JEN THE BLOGGER has posted some quotes from her family's interactions over the past few months. Reminded us of our kids growing up -- and might remind you of conversations you've had with your 2e kids. Find the post.


LD IN COLLEGE. An article at THE Journal notes that while 87 percent of K-12 students with LDs get some kind of support, only 19 percent of those students will get supports at the college level. Read this article on the transition to college for kids with LDs.

TOURETTE'S is the topic of several videos posted at the site of the Child Mind Institute. In them, Dr. Barbara Coffey addresses topics such as comorbidities, specifically Tourette's/ADHD and Tourette's/OCD. Find the videos.

WILLFULNESS? ODD? ADDitude offers a 15-question screening tool to help parents identify possible Oppositional Defiant Disorder in their children. Find the tool.

APPROACHING 2015, and we're starting to see articles with titles such as "Make 2015 a Year of Learning." This particular article, however, offers 10 tips for parents of young children, tips that can help kids learn. Chances are you engage in many of these behaviors already -- like conversing with your child over dinner about his or her day -- but maybe there are some you can add to your repertoire in dealing with that bright youngster you have. Read the tips.

ADOLESCENT MENTAL HEALTH CARE. So many kids, so many problems, so little resources. An article at gives some of the reasons adolescents might not get appropriate attention for mental health issues, but also points to techniques that work. Interestingly, the article defines "adolescence" as stretching from 10 to 24, acknowledging the ever-changing brains of these young people. Find the article.

STIMULANT ADHD MEDS can, along with their cognitive effects, result in lower injury rates in children with ADHD. A study showed that kids on stimulants were less likely to wind up in the emergency room when they were taking the medications than when they were off them. The study refrained from drawing a causal connection, however. Find out more.

CALIFORNIA ASSOCIATION FOR THE GIFTED. The December newsletter of this organization is out, and it includes a summary of legislative news relating to California and education (the USC scored a $300K Javits grant!). Also included, a preview of the February annual conference; and an article on the "impostor syndrome." Find the newsletter.

AND FINALLY, THIS -- just in times for the holidays. "Hugs help protect against stress, infection, say researchers." Researchers tested that hypothesis and found that greater social support and more frequent hugs protected people from the increased susceptibility to infection associated with being stressed and resulted in less severe illness symptoms. So there. Read more. And go hug a stressed 2e kid (or parent) (or educator).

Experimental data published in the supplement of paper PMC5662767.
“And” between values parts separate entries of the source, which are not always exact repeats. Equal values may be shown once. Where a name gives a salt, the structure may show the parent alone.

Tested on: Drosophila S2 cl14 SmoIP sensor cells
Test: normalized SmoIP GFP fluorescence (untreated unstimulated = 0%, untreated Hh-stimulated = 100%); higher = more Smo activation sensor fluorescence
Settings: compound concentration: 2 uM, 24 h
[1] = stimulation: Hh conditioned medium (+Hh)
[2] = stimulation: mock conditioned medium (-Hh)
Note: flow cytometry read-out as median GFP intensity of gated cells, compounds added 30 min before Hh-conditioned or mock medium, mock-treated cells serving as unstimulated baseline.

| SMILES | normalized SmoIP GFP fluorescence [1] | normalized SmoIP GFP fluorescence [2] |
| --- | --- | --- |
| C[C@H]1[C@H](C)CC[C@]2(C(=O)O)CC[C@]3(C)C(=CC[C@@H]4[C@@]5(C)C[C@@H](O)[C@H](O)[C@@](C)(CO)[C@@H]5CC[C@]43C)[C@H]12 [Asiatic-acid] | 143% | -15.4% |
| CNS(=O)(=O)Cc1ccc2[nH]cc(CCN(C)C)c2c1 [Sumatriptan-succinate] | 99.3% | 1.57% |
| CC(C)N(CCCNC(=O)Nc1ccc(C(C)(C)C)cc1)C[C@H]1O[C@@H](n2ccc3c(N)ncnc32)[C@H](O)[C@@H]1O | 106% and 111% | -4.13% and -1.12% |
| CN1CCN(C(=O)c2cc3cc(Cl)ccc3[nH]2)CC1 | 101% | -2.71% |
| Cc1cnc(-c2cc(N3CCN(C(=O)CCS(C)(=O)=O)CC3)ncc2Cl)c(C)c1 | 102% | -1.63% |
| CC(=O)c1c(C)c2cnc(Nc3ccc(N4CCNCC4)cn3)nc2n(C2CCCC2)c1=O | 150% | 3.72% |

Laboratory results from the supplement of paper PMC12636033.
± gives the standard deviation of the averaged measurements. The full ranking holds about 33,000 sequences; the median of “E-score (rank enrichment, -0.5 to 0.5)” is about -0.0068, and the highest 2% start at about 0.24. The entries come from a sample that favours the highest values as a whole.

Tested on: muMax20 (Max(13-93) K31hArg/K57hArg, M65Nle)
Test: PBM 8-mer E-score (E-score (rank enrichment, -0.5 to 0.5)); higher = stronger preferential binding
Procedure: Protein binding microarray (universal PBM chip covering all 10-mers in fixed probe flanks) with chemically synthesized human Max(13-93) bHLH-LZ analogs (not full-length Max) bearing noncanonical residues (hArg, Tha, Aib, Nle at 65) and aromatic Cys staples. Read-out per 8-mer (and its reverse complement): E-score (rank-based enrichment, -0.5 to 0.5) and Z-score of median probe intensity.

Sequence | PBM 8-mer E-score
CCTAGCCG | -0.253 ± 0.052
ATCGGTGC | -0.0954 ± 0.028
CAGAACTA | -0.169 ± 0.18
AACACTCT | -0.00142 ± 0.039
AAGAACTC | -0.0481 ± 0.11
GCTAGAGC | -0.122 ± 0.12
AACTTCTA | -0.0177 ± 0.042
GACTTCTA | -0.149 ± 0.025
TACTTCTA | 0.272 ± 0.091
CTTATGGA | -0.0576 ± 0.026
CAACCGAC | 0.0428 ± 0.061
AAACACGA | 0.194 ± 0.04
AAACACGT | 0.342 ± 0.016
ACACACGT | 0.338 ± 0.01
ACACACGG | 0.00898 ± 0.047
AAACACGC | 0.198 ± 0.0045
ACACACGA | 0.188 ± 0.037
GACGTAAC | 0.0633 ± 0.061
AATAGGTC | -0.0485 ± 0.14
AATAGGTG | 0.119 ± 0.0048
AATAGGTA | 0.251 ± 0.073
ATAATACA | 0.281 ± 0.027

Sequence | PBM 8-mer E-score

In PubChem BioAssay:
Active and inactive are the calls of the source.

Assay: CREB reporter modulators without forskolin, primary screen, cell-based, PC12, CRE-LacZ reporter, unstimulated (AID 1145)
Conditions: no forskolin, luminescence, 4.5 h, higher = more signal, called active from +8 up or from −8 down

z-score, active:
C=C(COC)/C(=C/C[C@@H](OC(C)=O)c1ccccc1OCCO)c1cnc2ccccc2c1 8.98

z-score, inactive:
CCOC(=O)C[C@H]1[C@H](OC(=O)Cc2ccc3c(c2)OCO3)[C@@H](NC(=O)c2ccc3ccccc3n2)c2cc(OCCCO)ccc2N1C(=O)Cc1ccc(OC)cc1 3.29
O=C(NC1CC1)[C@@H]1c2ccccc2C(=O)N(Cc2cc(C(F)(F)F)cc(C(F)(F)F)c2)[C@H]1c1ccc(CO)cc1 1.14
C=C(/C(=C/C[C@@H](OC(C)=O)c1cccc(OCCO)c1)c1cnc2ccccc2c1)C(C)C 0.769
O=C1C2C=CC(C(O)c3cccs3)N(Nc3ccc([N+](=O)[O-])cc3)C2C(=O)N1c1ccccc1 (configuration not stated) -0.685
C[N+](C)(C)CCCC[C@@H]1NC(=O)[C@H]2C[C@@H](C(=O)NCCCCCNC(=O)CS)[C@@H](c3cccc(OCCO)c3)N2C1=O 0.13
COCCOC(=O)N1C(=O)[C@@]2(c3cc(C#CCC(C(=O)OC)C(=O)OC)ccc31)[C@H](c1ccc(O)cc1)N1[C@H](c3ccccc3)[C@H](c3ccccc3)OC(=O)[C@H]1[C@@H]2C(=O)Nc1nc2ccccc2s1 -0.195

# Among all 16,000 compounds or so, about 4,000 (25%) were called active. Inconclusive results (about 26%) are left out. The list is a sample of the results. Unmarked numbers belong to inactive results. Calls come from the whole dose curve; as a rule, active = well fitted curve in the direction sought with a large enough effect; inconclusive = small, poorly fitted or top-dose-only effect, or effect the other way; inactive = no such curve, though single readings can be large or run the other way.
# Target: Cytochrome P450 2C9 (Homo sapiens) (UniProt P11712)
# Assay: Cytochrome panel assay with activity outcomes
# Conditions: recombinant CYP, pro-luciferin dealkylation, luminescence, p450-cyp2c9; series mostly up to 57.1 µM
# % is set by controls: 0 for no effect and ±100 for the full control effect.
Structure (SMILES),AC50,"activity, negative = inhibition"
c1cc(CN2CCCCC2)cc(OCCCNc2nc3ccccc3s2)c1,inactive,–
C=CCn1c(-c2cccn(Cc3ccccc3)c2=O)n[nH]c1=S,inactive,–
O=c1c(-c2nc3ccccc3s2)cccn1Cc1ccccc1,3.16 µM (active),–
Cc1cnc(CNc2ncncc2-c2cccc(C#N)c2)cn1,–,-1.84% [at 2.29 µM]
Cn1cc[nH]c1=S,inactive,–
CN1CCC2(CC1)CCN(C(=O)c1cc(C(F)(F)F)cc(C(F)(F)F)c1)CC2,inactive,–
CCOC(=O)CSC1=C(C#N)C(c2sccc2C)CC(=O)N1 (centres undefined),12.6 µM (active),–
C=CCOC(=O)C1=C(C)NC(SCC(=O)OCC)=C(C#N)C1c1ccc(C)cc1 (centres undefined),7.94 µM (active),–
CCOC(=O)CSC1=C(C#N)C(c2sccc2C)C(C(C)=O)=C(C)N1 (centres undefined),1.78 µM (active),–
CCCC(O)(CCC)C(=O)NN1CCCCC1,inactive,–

Tuesday, December 16, 2014

2e Household Issues, Male Idiocy, More

2e NEWS. There is none today. Do you know how hard it is to find good news about twice-exceptionalities? Here are the results of a search via Google for news relating to "twice exceptional." That said, here are some items on parenting, exceptionalities, and other issues that can pop up in 2e households...

UNDERSTOOD has on its website a "Parenting Coach" that offers ideas for dealing with challenges in the social, emotional, and behavioral domains. For example, you can select the category "Dealing with Anxiety and Fear," select the child's grade, and click on "get ideas" to see tips on what to do. Find the Coach.

DON'T HAVE ISSUES AT YOUR HOUSE in the social, emotional, or behavioral domain? Then find out how you might get them through the interaction of your child's experiences and genetics. Here's what the researchers concluded: "...variants of three common genes, MAOA, BDNF, and 5-HTTLPR, interacted with each other and with negative environmental factors to increase the risk of delinquency and with a positive environmental factor to decrease the risk of delinquency in a large sample of teenagers." Actually, the journal article title says it better: "Genotypes do not confer risk for delinquency but rather alter susceptibility to positive and negative environmental factors." Find out more